Operating hours at different ME loads and ambient seawater parameters.

Efficiency Improvements to Main Engine Auxiliary Systems

In the design process of main engine auxiliary systems conducted by the shipyard, options that could improve efficiency and reduce daily fuel oil consumption and consequently CO2 emission are available, writes Karsten Eiland, Senior Engineer, Marine Installation Department – Marine Low Speed, Engineering – MAN Diesel & Turbo  

The options cover power efficiency improvements of electric auxiliary equipment, for example pumps, fans, etc., serving the main engine, but also efficiency improvements related directly to the main engine specific fuel oil consumption.

The complete technical paper describes each of the different relevant main engine auxiliary systems and the options available for efficiency improvements. Different solutions are mentioned for each system, some of these can be combined and the savings potential added up, while others will exclude each other depending on the selected option.

To illustrate the potential savings obtained by installing the suggested efficiency improvements, a specific engine type has been chosen and an annual operating profile has been defined.

Some of the efficiency improvements may also have a beneficial impact on the common auxiliary system for other consumers. This is not accounted for in the description and calculation of the savings potential.

Basic data

Specific fuel oil consumption versus engine load.

Specific fuel oil consumption versus engine load. © MAN Diesel & Turbo

In this document the identified savings potential is illustrated by an annual HFO saving based on a specific main engine and a specific annual operating profile. The annual HFO savings potential is not converted to operational expenditure (OPEX) savings as fuel oil prices differ according to bunker oil quality, location and the world financial situation. Furthermore, the capital expenditure (CAPEX) for each suggested efficiency improvement has not been estimated, since it will differ for each contractor/ supplier/shipyard.

The business case based on OPEX savings and the additional CAPEX for each individual efficiency improvement must be carefully investigated by the vessel operator to define if the investment has a beneficial payback time and positive net present value based on the operating profile, interest rates, type/size of vessel, etc., for the specific vessel.

Main engine

To estimate the specific savings for the suggested efficiency improvements, the engine type MAN B&W 8G95ME-C9.5 TII has been chosen. The specific fuel oil consumption (SFOC) versus engine load for this engine is depicted in graph 2. This engine type is installed in for example large container vessels operating worldwide.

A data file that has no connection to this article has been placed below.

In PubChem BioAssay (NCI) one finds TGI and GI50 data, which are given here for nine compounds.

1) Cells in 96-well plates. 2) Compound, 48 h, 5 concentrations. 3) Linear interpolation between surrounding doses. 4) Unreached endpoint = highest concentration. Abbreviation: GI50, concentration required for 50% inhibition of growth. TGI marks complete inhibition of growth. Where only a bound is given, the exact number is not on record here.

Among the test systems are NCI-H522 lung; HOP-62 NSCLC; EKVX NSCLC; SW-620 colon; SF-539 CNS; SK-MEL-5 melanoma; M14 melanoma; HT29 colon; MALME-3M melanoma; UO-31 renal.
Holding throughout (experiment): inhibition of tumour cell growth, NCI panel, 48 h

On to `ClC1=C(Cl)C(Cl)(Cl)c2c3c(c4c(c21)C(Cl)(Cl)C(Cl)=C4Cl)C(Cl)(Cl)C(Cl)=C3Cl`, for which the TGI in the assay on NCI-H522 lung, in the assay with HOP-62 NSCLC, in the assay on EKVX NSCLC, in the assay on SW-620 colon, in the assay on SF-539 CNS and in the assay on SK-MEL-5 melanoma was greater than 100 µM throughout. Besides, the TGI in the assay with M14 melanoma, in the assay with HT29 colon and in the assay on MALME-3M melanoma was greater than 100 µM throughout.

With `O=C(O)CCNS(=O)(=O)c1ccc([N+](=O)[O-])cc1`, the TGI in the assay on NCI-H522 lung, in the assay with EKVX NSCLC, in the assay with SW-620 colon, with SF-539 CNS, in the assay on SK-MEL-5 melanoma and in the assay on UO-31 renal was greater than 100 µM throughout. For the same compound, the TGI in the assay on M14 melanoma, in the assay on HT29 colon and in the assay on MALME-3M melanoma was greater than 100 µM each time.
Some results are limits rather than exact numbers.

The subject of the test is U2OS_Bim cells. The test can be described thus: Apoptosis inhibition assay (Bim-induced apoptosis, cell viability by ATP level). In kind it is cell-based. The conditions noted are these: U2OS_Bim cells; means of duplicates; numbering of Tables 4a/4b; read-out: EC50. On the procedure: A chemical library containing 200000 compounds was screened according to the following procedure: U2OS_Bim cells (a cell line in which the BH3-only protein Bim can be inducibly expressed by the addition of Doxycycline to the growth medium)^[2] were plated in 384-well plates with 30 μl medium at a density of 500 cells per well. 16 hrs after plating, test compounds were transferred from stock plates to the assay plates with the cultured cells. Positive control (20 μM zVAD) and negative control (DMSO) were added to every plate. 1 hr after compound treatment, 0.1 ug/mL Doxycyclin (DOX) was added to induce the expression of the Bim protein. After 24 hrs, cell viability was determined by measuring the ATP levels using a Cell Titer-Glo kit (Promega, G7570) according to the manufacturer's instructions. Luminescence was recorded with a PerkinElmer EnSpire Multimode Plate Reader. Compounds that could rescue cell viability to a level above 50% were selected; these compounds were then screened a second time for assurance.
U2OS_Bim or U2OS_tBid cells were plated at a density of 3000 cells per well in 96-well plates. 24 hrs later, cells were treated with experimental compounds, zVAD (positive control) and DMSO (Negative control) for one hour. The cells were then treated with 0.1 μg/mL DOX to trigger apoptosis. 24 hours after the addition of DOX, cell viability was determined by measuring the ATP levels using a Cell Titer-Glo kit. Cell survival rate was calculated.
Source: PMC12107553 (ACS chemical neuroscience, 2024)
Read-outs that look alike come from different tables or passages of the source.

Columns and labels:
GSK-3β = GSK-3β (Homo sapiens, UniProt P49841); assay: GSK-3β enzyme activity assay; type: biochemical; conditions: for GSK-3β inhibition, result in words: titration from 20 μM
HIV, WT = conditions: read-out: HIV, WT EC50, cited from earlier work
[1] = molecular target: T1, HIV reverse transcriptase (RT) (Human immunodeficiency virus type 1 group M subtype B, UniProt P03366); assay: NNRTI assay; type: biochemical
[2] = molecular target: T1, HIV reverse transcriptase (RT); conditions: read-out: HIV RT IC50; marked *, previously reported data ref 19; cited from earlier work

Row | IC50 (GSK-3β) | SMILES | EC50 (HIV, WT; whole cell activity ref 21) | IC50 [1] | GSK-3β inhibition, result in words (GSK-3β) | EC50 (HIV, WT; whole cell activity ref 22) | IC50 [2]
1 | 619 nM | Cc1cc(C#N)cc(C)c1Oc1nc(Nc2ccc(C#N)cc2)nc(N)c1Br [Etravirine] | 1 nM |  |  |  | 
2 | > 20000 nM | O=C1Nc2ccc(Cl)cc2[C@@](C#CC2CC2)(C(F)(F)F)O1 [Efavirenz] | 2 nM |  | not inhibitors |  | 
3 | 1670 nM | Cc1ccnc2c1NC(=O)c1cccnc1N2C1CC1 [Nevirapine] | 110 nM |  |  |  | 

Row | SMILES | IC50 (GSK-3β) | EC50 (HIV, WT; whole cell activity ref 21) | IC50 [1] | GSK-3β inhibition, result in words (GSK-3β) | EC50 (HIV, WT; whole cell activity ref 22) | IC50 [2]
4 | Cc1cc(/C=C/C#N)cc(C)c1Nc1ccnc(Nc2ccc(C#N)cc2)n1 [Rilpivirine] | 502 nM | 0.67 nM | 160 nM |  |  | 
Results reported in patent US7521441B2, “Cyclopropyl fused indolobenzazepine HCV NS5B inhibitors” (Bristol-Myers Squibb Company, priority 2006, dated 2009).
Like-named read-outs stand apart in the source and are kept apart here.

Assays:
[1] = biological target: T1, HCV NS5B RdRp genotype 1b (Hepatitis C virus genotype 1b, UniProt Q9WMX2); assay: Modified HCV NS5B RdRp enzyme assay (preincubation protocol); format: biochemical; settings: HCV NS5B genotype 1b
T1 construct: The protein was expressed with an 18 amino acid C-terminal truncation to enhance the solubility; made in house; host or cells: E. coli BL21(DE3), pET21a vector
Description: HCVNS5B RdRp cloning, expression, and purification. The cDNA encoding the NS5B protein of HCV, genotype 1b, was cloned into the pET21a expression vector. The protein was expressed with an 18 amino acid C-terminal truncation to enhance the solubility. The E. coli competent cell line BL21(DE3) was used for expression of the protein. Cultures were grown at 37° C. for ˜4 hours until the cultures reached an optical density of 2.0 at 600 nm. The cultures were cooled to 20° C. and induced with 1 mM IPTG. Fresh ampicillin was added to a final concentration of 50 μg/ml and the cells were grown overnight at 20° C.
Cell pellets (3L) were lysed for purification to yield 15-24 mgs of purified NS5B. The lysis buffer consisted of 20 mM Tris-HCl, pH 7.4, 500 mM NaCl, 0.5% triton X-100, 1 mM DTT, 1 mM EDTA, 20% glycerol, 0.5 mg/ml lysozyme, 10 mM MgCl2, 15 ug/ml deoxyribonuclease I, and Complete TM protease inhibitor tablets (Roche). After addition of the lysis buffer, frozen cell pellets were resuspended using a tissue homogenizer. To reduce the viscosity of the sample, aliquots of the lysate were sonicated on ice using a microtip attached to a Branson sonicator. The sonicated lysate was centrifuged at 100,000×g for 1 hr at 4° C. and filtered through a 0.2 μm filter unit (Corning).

Annual operating profile

An annual operating profile has been estimated to calculate the main engine (ME) annual fuel oil consumption. This profile will of course differ according to the actual route of the vessel, but it is needed to get an idea of the number of operating hours at different ME loads and ambient seawater temperatures, see graph 1, Port stays are listed as 0% engine load. 

Annual main engine fuel oil consumption

Based on the SFOC for the 8G95ME-C9.5 Tier II engine combined with the annual operating hours, it is possible to get the SFOC for each specific condition via MAN Diesel & Turbo’s CEAS (computerised engine application system) application. The adjusted SFOC value is multiplied by the specific engine load and operating hours to get the heavy fuel oil consumption.

Summary

Overall, when choosing the most beneficial solution for each system described earlier and upon adding all the cumulative savings, it is accordingly possible to arrive at a good estimate of the total savings obtainable for the auxiliary system for an MAN B&W two-stroke engine type: 8G95ME-C9.5 Tier II.

The following options have been chosen:

* Main engine direct air intake
* Optimised cooling water system:
* Operate the seawater pump and the central cooling water pump with VFDs (variable frequency drives)
* Use the optimised system pressure loss:
Seawater pumping head: 1.6 bar (baseline 2 bar)
Central water pumping head: 2.0 bar (baseline 2.5 bar)
Jacket-cooling-water pumping head: 2.7 bar (baseline 3.0 bar)
* Use a mechanical pumping efficiency EFFm = 80% instead of the baseline efficiency 75%
* Use the electric motor efficiency class IE3 instead of baseline class IE1
* VFD-operated fuel-oil supply pump and circulation pump
* Optimised lubricating oil main system.

Tabelle.

The overall savings for each system. ©MAN Diesel & Turbo

 

 

 

 

 

This article is a heavily abridged version of the original paper, 
which is freely available from MAN Diesel & Turbo upon request.